Understand carefully what both Aelred and Weil are trying to get us to understand. They are not just saying that Christ blesses friendships or that Christianity, among other more important things, also values friendship. They are saying something far stronger, namely, that friendship is essential to understanding Christian truth. There is no understanding, no possession of Christian truth, which is to say, Christ himself, unless there are two or three gathered in his name, unless there is friendship. The understanding of Christ’s truth is friendship with Christ, and so it is friendship with all of Jesus’ friends, too. You can’t have it any other way. You can with mathematics. That you can do alone. You can’t, however, do it alone with the God in whom we live and move and have our being.

            Why? Consider what Jesus himself says about friendship. Towards the end of the Gospel of John, Jesus calls the disciples “friends.” He says that they have reached the point in their relationship with him that he will no longer call them servants. You tell servants what to do, and they are expected to do it. It doesn’t matter what they think of you, or you of them. They believe, too, at least outwardly, what they are told to believe. But friends stand to each other in a different way. There is a relationship of intimacy, one of sharing. A certain kind of truth that is knowable in no other way than by intimacy can then be revealed and known when there is friendship. Jesus says as much to his friends, for he tells them that he calls them friends “because I have made known to you everything I have heard from my Father.” What the Son has heard in intimate communication from the Father, he now shares with his friends, who are drawn into the circle.

            Now, that is pretty heady stuff and it may make our heads spin to think it out. But it is not really all that strange to our experience. I think we all recognize that there are certain truths that can be known only through intimacy. In friendships, we know something of another person that we would never know unless that person were our friend. She would never tell us otherwise for there are certain things we will only trust to friends. In marriages, we know what we do of the other person because of shared intimacy. That intimacy is not just feeling, it is a trusting relationship that has come about because of shared values, because of hard won trust, because of a common quest for what is good. On the other hand, if you don’t believe that the other person is looking for the same good things you are, you won’t trust him or her, and you won’t reveal yourself. I suspect that the question of whether to reveal yourself or not to another person is really the ongoing central dynamic of virtually all friendships and would-be friendships, and when either party comes to believe that there is no longer a common quest in intimacy then the relationship dies.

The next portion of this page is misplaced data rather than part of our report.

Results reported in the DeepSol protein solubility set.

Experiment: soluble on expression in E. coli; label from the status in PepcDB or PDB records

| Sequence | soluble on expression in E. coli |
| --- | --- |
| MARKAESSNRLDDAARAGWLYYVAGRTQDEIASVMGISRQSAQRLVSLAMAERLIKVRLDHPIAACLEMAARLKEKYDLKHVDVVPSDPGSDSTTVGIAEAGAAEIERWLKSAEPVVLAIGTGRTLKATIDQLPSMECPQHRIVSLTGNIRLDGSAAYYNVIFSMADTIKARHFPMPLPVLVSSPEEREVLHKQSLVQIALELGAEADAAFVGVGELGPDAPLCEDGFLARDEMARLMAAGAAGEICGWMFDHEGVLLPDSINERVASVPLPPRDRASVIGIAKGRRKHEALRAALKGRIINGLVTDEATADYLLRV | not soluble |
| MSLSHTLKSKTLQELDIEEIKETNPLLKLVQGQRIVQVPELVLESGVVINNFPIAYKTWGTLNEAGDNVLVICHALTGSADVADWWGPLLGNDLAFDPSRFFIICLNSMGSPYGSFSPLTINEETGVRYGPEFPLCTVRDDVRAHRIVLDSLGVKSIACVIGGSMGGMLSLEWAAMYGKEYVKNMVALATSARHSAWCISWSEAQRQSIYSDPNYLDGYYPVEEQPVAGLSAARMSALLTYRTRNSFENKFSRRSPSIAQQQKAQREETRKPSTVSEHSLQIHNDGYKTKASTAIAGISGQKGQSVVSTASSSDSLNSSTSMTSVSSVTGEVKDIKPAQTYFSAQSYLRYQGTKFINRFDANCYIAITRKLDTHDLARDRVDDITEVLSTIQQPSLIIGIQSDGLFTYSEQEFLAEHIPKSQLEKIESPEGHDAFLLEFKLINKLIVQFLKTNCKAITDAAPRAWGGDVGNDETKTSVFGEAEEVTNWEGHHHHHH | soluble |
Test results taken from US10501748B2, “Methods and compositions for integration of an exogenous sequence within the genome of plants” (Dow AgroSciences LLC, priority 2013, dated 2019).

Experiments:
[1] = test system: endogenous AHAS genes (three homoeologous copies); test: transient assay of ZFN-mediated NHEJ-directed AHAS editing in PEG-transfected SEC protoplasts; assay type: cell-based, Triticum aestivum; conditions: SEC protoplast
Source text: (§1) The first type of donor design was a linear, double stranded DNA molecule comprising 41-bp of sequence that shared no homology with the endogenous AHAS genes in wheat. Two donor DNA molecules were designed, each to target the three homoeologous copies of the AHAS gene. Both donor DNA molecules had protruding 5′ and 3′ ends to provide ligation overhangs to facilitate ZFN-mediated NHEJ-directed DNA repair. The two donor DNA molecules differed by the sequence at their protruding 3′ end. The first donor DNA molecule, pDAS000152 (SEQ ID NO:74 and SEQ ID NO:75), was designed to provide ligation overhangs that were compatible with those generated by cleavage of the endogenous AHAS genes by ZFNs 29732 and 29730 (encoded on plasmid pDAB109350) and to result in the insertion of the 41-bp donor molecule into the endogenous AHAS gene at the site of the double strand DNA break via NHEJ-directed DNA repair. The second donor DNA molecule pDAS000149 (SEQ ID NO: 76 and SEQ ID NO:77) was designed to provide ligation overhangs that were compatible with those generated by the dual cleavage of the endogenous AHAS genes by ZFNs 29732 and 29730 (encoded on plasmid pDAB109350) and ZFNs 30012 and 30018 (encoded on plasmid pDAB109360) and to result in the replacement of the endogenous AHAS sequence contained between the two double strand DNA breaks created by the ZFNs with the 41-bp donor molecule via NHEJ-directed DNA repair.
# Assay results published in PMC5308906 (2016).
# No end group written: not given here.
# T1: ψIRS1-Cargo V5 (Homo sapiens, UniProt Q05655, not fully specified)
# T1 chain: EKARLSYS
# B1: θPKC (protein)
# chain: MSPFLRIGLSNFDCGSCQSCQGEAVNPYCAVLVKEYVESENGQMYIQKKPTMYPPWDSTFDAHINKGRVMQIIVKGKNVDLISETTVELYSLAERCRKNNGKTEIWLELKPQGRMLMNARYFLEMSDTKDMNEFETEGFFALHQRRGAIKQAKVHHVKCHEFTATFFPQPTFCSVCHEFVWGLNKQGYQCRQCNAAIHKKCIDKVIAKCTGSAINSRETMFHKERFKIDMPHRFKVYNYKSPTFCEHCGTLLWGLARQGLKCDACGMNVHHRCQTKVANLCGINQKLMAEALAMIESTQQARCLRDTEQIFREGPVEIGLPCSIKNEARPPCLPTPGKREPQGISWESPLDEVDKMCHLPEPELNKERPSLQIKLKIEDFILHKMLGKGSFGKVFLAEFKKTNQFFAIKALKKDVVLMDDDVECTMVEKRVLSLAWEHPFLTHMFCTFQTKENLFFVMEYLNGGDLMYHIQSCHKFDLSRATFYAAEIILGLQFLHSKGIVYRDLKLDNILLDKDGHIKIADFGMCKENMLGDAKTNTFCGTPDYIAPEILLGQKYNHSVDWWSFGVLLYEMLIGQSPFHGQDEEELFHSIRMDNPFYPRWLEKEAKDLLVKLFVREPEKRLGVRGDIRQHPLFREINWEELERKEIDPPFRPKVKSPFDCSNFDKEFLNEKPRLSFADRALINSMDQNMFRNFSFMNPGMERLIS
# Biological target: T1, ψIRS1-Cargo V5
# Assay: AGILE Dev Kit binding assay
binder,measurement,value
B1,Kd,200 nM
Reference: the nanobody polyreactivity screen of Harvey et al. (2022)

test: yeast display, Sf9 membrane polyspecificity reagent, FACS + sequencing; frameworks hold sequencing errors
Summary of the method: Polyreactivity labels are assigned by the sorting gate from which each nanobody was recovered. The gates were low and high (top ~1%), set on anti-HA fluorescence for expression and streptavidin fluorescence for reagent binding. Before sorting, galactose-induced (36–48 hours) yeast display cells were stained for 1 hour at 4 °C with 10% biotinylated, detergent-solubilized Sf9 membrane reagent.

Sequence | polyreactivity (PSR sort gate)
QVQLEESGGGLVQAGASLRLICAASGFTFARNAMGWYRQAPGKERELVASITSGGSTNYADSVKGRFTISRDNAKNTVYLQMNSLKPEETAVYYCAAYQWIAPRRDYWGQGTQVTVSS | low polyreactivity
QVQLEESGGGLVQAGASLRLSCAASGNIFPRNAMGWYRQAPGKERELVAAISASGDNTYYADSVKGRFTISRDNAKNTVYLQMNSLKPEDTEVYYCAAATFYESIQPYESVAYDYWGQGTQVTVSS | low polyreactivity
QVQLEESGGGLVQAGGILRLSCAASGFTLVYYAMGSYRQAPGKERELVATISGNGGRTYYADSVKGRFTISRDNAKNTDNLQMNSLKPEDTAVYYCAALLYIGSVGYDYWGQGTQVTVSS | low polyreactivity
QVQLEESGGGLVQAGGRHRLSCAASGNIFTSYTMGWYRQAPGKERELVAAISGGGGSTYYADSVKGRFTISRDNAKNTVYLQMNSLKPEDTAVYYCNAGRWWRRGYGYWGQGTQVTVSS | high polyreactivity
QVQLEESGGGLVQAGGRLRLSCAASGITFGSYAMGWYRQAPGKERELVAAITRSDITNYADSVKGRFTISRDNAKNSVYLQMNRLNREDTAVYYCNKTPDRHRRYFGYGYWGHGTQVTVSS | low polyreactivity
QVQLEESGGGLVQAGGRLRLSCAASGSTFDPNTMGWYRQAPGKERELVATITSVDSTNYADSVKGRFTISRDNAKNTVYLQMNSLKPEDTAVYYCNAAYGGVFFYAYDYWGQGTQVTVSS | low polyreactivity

Now, those sorts of truths I have just cited are personal truths, that is, truths about ourselves. But friendship can also be a crucial factor in understanding other kinds of truth as well. There are other kinds of truth that also demand the intimacy of friendship to be known. Let me give a personal example. For me, as for many who have been in a similar position, graduate school was an important, exciting time. Every week there were new ideas, earth-shaking ideas to which we were introduced. The experience could, at times, be that of the mind on fire, and that was exciting. But where I found that most to be the case was not in the classroom, where we listened to lectures. For a couple of years, it came on Fridays during lunch, where a friend and I met for lunch with our mentor at his house. Together we read philosophical and theological works of common interest. It was not a matter of our mentor teaching us what we didn’t know, although he certainly knew more about philosophy and theology than we did. What we read and talked about actually was not his expertise. We talked about books that all of us, including him, wanted to know more about. So, what we were all doing was really a matter of a common quest. It was a wonderful experience. But what was most important about it was that it taught all of us, mentor included, something about the nature of philosophy and theology. For those are knowledges that, if we really get what they are about, affect how we understand ourselves and how we understand where we are in the world. That is the sort of knowledge that you can’t just read about, or ever put down in lecture notes. It isn’t a matter of information, even very detailed information. Rather, it is the sort of knowledge that can only be known, really known, by people who have friends, who have known friendship, and who have worked with friends to get that knowledge.